With six races, the series aspect fosters a great social environment. Seeing familiar faces throughout a summer unites the local running community, building bonds and friendships between pounding the trail. This is what separates the local series from your normal one-and-done type format, and it is a big reason the event has continued to grow in popularity.

“I remember years where … there’ll only be 30 runners showing up,” Shambarger said. “Now, instances are over 100.”

Schaefer has also seen the series grow in just a few short years.

“Every year, we seem to get 10 to 20 new runners,” he said. “Either the word is spreading, or more people are trying to get involved in the sport, but anything we can do at the rec department to get the community together is a great deal … . You’re bound to meet two or three friends.”

Another great aspect of the series is a focus on individual accomplishments. There are seven age divisions for both genders, allowing almost any competitor to notch a top-10 finish with enough training.

This format encourages enthusiasm and excitement for the next race, especially for kids and seniors. Last year’s poster child for inclusiveness was 69-year-old Elliot Henry. He ran the long course in every trail series race last season and was the men’s 60-plus long course overall winner. He was often the only runner in his age group, but that didn’t keep him from running every race, all summer, from start to finish.

“Each year, I get a little bit slower, but I’m still doing it, so that’s the main thing,” he said. “As long as I’m just hanging in there, I’m happy … . My parents have good genes, I think.”

Runners like Henry are Schaefer’s favorite part of the event.

“Even if they’re not as competitive as they used to be or not at the same running ability, we still want them to be able to come out, enjoy themselves and still try to push themselves in a safe way,” Schaefer said.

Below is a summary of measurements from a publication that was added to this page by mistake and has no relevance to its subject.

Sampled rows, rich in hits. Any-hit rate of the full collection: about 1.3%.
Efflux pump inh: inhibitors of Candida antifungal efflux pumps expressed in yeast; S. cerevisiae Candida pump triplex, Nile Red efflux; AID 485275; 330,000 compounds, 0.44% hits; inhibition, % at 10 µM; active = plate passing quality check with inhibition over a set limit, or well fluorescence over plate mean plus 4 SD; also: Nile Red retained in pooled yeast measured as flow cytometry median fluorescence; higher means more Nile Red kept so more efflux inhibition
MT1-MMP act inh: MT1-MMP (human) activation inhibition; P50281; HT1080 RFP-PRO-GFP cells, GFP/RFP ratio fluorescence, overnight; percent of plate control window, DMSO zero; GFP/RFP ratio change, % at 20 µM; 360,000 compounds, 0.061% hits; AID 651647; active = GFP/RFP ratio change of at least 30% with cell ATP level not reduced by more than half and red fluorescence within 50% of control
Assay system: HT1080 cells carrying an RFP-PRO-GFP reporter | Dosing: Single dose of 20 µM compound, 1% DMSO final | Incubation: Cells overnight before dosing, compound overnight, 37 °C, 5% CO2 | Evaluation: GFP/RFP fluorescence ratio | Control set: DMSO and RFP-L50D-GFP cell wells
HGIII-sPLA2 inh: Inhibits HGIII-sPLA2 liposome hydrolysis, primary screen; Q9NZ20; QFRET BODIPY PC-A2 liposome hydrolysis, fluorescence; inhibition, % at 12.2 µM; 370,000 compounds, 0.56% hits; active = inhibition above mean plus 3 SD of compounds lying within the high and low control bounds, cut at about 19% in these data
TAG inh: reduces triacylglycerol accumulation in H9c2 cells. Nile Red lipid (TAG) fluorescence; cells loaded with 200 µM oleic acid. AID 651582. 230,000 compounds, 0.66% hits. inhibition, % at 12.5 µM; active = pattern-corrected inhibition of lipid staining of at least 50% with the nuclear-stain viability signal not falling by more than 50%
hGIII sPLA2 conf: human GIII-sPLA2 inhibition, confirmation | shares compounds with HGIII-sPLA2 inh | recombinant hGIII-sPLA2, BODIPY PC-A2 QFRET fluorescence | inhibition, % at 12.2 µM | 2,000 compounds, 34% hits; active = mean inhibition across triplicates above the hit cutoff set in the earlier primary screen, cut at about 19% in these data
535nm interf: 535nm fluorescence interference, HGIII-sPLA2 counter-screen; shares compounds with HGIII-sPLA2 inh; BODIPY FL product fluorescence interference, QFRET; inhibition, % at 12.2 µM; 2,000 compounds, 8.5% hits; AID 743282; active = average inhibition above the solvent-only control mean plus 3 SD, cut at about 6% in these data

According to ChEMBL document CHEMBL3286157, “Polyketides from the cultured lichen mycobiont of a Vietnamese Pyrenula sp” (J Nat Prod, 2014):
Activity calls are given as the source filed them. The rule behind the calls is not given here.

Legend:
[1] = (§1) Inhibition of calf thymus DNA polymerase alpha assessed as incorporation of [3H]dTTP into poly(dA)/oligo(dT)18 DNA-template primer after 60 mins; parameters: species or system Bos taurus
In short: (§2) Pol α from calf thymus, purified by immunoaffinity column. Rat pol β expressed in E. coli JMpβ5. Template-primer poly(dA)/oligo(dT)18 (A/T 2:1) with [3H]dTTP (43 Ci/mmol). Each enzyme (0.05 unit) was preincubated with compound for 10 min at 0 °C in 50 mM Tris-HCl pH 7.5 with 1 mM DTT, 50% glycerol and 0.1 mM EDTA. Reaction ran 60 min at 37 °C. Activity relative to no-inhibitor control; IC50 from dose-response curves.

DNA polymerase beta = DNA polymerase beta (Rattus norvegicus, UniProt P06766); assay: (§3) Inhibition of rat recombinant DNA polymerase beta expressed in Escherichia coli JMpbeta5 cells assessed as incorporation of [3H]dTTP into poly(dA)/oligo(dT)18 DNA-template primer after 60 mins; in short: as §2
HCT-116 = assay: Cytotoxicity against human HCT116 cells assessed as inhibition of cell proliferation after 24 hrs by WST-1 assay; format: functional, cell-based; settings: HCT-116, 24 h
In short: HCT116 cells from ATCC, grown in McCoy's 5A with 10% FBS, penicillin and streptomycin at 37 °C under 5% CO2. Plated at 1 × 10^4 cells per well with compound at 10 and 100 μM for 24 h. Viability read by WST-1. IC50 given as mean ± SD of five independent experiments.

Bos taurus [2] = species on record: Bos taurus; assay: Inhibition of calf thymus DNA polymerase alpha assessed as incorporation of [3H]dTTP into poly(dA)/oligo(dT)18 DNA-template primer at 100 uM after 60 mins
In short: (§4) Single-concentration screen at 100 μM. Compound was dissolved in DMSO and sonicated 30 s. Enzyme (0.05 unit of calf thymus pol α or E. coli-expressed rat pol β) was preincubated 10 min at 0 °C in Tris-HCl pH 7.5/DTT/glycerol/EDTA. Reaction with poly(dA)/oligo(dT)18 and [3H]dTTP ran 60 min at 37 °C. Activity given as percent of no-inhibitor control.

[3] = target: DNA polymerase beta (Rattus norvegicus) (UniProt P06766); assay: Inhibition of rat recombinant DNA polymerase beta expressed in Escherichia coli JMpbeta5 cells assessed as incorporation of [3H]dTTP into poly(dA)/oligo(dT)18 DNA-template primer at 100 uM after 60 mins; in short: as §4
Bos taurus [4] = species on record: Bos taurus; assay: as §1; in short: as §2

2016 rundown

The trail series kicks off its 15th edition tonight at French Gulch. French Gulch, which was also the site of last year’s opening race, is a great course for brushing off the cobwebs, with a mellow and relatively forgiving layout. Race distance has not been officially confirmed due to mud and snow still on the course, but the race will likely feature a 4K/6K design.

After French Gulch, the series pays visits to some of Breckenridge’s most iconic trails, like the July 6 race on the breathtaking Baker’s Tank route at Boreas Pass, which boasts the highest elevation race in the series.

After Baker’s Tank on July 20 there’s Horseshoe Gulch, a hilly yet beautiful undertaking that brings runners through a mix of evergreen forests and rolling green pastures before connecting to the famous Colorado Trail.

“It’s a big loop,” Schaefer said. “It’s one of our longest races of the summer, but it’s probably my favorite just because … it our farthest out of town race.”

After Horseshoe, there will be stops at the boulder-studded Tom’s Baby course Aug. 3 before the series ender at Carter Park on Aug. 17, complete with post-race barbecue.

An adult pass for all six races is $95, while single event pre-registration is $22 and day-of registration is $25. The series is even more affordable for kids, and costs just $25 for the summer or $5 per race. Signing up for the entire series comes with a free gift.

Each race ends with an after-party at Kenosha Steakhouse, Salt Creek Steakhouse or Napper Tandy’s Irish Pub, complete with raffles and age-division prizes.

“They (runners) get together and talk about it and are all excited about the course, and they share their experience after the race. That’s fantastic,” Shambarger said. “And all of them … have some endorphins going on after the race, so everybody’s happy … . It’s something to look forward to when you’re running, and you’re in so much pain.”